Harrier

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Harriers
Circus hudsonius flying, Alturas, California, USA (1).jpg
A female hen harrier in California
Scientific classification
Kingdom:
Phylum:
Class:
Order:
Family:
Subfamily:
Circinae
Genera

Circus
Geranospiza
Polyboroides

Harriers are species of diurnal hawks. They are birds of prey.[1] Harriers usually hunt by flying low over open ground, feeding on small mammals, reptiles, or birds. The young of the species are sometimes referred to as ring-tail harriers.

Details[change | change source]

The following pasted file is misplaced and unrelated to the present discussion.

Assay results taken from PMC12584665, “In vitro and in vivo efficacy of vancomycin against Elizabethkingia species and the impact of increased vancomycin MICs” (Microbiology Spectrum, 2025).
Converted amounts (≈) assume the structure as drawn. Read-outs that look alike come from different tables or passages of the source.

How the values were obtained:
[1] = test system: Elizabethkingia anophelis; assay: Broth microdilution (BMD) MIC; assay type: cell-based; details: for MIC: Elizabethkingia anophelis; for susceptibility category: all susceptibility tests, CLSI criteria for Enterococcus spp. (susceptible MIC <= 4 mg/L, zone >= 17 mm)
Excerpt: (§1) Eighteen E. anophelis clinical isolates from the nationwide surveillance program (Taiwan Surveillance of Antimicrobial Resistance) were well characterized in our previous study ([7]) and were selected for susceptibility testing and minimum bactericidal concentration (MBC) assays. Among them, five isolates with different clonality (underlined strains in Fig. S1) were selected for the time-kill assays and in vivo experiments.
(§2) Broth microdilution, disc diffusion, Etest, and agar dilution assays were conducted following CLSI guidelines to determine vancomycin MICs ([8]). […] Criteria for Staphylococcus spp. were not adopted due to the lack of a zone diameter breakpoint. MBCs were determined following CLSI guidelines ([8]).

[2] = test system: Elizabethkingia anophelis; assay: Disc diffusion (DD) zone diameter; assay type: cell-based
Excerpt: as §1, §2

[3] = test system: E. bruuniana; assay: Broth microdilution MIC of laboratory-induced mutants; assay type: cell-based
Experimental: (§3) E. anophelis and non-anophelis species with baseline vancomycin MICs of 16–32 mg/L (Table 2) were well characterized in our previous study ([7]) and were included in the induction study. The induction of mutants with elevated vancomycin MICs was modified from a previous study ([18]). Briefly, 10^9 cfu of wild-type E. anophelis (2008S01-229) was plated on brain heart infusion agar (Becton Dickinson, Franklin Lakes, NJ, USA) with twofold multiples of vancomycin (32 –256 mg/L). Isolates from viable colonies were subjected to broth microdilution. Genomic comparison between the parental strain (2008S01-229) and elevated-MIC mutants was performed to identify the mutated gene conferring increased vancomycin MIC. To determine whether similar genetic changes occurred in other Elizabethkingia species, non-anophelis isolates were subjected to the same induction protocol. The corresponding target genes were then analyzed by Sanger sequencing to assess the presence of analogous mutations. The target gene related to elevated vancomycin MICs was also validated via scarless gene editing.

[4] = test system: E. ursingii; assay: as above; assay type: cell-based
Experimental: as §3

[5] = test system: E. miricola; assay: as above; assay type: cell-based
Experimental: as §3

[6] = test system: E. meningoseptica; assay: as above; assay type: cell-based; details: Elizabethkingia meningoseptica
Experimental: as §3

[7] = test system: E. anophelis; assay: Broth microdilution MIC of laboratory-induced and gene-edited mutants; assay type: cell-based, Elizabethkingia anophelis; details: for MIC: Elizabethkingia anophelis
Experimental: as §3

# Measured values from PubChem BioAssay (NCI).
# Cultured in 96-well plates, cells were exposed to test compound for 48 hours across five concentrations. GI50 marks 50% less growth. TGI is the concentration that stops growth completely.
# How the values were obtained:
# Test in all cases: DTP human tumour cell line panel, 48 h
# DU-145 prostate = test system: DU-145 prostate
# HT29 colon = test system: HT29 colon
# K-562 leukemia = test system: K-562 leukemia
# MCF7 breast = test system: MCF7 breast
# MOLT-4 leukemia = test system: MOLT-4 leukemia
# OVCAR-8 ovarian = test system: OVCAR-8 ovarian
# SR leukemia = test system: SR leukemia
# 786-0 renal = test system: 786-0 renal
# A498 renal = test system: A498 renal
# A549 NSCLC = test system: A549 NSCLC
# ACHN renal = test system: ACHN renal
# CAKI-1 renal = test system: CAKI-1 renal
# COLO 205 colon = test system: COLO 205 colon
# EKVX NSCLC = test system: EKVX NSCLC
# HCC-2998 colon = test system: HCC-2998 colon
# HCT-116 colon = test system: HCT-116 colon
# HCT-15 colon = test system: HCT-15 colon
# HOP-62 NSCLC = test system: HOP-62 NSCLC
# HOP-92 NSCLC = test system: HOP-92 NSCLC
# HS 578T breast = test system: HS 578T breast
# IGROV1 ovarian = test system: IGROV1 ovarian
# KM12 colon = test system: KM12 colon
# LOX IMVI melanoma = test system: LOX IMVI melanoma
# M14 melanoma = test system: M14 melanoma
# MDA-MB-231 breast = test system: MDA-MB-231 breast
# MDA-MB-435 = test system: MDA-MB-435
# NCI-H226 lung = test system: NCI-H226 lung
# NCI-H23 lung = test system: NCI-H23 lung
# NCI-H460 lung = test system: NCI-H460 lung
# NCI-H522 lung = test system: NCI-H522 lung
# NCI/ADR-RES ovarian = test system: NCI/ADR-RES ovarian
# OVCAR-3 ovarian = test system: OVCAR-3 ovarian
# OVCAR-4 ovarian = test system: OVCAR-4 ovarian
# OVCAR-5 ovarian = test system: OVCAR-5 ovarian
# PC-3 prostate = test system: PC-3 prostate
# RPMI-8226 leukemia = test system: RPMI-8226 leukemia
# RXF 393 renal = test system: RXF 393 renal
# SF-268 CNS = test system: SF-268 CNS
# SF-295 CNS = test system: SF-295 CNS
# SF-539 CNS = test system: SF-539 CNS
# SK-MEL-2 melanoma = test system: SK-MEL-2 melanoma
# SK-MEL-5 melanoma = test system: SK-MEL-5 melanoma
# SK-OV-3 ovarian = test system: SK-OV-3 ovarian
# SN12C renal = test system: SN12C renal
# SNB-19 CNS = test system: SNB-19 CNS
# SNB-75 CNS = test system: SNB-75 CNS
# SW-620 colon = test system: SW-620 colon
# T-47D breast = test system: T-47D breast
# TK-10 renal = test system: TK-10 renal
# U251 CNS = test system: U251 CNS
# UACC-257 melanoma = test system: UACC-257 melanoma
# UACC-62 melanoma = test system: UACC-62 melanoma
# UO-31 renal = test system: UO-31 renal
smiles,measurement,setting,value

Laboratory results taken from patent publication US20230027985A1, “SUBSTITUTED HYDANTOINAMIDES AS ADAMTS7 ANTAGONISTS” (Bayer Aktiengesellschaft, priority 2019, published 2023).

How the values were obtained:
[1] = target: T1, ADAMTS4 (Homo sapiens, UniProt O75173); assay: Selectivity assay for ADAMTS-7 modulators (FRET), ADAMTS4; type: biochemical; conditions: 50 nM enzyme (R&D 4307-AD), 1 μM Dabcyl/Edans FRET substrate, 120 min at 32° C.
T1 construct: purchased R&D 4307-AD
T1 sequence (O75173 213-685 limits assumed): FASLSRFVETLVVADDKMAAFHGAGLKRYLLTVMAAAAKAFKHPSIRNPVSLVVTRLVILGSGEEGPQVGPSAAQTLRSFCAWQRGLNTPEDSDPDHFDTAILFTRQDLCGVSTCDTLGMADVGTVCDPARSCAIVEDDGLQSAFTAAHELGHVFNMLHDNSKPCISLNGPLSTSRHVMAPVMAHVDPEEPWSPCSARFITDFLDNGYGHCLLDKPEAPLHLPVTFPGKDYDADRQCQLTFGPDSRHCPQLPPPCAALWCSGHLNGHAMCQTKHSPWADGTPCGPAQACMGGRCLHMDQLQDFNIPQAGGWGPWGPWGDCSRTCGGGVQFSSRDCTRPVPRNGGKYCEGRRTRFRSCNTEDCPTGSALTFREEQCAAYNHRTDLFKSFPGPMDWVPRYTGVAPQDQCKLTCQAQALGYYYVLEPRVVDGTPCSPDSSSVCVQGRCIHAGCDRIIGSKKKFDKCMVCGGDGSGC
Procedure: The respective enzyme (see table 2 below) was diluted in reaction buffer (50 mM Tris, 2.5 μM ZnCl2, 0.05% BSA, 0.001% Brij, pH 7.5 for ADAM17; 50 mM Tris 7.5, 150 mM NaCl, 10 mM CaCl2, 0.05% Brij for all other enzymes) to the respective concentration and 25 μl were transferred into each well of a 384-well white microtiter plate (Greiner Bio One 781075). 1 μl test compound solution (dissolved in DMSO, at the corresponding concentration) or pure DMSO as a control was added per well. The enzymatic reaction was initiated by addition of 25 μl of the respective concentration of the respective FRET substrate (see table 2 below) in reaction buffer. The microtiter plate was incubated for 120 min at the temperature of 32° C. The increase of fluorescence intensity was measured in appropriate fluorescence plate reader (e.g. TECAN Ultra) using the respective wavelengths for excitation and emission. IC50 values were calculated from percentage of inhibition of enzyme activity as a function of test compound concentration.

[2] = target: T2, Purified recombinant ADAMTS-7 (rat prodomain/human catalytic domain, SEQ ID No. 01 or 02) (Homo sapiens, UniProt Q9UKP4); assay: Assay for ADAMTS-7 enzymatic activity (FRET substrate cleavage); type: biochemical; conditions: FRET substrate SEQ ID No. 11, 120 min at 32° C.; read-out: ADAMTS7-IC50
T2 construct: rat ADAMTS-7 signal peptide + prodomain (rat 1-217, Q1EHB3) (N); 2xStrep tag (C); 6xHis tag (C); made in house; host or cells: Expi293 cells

Most harriers are placed in the genus Circus. This scientific name comes from the circling movements the birds make when courting.

Two other harriers are in the genus Polyboroides, the harrier-hawks, which are allopatric (geographically separated) and restricted to the Afrotropic ecozone. The remaining single species forms the genus Geranospiza.

Ring-tails[change | change source]

Ring-tail is an informal term used by birders for the juveniles and females of several harrier species. If seen in the field the exact species usually cannot be known. Ring-tail harriers include the juveniles and females of Montagu's harrier (Circus pygargus); Northern or hen harrier (Circus cyaneus); and pallid harrier (Circus macrourus).

References[change | change source]

  1. Ferguson-Lees C. et al. 1999. Raptors of the World. London: Christopher Helm. ISBN 0-7136-8026-1

Other websites[change | change source]